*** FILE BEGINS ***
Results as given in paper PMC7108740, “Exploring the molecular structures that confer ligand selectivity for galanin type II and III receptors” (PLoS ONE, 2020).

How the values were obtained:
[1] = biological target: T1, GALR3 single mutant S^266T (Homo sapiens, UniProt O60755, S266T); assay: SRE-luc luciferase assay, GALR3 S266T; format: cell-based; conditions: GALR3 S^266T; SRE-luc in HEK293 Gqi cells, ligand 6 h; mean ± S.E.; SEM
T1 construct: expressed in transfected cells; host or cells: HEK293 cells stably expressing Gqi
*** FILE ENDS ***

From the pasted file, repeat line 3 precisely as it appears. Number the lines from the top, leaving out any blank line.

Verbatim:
[1] = biological target: T1, GALR3 single mutant S^266T (Homo sapiens, UniProt O60755, S266T); assay: SRE-luc luciferase assay, GALR3 S266T; format: cell-based; conditions: GALR3 S^266T; SRE-luc in HEK293 Gqi cells, ligand 6 h; mean ± S.E.; SEM